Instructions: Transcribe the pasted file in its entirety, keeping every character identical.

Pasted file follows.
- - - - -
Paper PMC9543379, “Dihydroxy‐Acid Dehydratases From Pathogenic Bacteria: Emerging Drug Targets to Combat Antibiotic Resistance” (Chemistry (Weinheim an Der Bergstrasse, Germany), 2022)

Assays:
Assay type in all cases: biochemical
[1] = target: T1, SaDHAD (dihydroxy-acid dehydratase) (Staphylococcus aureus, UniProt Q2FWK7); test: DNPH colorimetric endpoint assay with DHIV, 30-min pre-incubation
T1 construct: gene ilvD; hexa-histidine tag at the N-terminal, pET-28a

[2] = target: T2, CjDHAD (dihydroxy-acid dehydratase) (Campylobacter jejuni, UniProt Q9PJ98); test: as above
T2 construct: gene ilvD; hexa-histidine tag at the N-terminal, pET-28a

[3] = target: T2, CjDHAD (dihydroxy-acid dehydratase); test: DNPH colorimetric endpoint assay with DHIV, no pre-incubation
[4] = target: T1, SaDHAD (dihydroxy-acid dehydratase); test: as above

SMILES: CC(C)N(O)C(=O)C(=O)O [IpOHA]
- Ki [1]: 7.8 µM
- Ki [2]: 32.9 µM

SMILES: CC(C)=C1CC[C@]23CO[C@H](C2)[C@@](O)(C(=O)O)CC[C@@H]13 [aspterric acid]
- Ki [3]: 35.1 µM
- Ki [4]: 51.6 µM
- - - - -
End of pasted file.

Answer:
Paper PMC9543379, “Dihydroxy‐Acid Dehydratases From Pathogenic Bacteria: Emerging Drug Targets to Combat Antibiotic Resistance” (Chemistry (Weinheim an Der Bergstrasse, Germany), 2022)

Assays:
Assay type in all cases: biochemical
[1] = target: T1, SaDHAD (dihydroxy-acid dehydratase) (Staphylococcus aureus, UniProt Q2FWK7); test: DNPH colorimetric endpoint assay with DHIV, 30-min pre-incubation
T1 construct: gene ilvD; hexa-histidine tag at the N-terminal, pET-28a

[2] = target: T2, CjDHAD (dihydroxy-acid dehydratase) (Campylobacter jejuni, UniProt Q9PJ98); test: as above
T2 construct: gene ilvD; hexa-histidine tag at the N-terminal, pET-28a

[3] = target: T2, CjDHAD (dihydroxy-acid dehydratase); test: DNPH colorimetric endpoint assay with DHIV, no pre-incubation
[4] = target: T1, SaDHAD (dihydroxy-acid dehydratase); test: as above

SMILES: CC(C)N(O)C(=O)C(=O)O [IpOHA]
- Ki [1]: 7.8 µM
- Ki [2]: 32.9 µM

SMILES: CC(C)=C1CC[C@]23CO[C@H](C2)[C@@](O)(C(=O)O)CC[C@@H]13 [aspterric acid]
- Ki [3]: 35.1 µM
- Ki [4]: 51.6 µM